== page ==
Having watched his beloved West Ham lose to Aston Villa the previous day, the oldest 2011 race entrant, 86-year-old Paul Freedman, enjoyed a more satisfying end to his weekend.
The 20-time London Marathon man came home in six hours 43 minutes, with sponsorship money bringing to nearly £60,000 the amount raised down the years from various activities for St Francis Hospice, where his wife Renee died in 2007.
Clare McPartland of the hospice said: "He's one of our most dedicated and biggest fundraisers and is very actively involved. Everybody knows him."
The Romford Synagogue member - who has in the past run for Jewish Care and Jewish Blind and Disabled - was a late fitness convert, taking up jogging at the age of 61.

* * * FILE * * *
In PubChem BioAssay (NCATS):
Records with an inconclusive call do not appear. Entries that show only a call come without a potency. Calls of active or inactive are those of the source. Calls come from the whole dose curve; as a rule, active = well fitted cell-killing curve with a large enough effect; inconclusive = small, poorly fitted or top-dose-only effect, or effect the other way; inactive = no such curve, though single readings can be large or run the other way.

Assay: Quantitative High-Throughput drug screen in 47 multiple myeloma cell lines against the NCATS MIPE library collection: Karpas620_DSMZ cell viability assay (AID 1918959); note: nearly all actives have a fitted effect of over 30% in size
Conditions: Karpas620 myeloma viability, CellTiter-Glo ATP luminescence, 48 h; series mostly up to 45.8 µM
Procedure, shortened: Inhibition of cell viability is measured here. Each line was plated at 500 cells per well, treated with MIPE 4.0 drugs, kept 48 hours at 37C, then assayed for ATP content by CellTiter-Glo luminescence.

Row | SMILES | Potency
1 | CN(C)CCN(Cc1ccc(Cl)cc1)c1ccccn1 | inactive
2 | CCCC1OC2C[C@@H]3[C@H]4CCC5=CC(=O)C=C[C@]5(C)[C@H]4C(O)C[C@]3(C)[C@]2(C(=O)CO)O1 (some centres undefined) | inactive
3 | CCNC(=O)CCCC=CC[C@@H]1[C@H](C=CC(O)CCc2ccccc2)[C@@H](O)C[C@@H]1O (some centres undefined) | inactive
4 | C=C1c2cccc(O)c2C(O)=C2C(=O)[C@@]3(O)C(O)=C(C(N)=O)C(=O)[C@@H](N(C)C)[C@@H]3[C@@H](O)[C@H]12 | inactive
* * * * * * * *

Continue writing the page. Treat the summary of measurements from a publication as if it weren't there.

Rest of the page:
He said of his latest race: "I had a special shirt printed from the hospice which said I was the oldest runner. All the way along the route people were tapping me on the shoulder, asking me how old I was. They couldn't believe it when I told them."
He has also completed five Beachy Head marathons and the Breast Cancer MoonWalk, wearing a bra.
Mr Freedman plans to be back on the starting line in 2012, but sees younger athletic talent in the family. "My grandson Samuel has just had his barmitzvah and he's shaping up to be a good runner and has joined a local club. He can take over from me in five years time, when he's 18."
He said that being introduced to the Upton Park crowd at half-time during Saturday's game had been "quite good fun, although we had to sit near the tunnel and the seats weren't quite as good as our usual ones." Asked how he thought he would fare, he amused the fans by replying: "I'm looking forward to it but I don't expect to win."
His next challenge will be somewhat gentler - a sponsored two-mile walk with his shul to raise money for trees in Israel.